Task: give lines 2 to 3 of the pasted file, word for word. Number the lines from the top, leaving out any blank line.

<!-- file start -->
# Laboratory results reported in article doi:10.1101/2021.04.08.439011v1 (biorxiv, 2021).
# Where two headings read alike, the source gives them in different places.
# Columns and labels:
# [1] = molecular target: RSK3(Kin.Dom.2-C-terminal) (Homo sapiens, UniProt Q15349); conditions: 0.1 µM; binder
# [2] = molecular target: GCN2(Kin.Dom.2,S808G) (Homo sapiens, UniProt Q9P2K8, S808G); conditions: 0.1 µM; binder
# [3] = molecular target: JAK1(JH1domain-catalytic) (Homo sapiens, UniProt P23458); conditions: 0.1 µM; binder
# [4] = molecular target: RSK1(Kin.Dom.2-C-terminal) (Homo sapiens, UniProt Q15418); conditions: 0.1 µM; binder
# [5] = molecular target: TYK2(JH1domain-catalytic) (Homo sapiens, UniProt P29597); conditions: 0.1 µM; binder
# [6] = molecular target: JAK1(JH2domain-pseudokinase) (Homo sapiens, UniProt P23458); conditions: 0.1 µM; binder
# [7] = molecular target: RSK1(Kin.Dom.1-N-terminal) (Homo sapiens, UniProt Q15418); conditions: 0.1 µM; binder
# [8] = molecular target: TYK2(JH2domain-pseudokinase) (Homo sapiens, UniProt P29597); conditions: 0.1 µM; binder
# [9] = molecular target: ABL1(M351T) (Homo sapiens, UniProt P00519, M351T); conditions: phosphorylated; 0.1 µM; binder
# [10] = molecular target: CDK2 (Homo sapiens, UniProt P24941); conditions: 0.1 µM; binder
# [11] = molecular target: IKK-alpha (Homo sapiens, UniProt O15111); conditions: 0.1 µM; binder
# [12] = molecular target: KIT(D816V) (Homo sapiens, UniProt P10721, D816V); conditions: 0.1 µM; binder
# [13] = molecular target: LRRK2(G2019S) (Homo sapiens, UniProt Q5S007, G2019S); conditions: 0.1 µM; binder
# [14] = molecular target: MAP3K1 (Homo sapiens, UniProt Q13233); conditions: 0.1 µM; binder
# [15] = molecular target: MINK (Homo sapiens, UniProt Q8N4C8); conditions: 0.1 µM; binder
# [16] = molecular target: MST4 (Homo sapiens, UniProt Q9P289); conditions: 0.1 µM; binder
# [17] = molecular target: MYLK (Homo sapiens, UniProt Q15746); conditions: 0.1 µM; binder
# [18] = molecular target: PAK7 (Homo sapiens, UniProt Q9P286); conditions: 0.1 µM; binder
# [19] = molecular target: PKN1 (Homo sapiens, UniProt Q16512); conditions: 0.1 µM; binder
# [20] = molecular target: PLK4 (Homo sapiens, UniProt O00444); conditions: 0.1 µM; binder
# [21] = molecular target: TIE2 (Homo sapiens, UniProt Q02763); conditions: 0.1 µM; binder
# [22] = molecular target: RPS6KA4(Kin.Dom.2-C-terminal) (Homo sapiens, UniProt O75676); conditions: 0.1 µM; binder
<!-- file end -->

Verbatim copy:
# Where two headings read alike, the source gives them in different places.
# Columns and labels: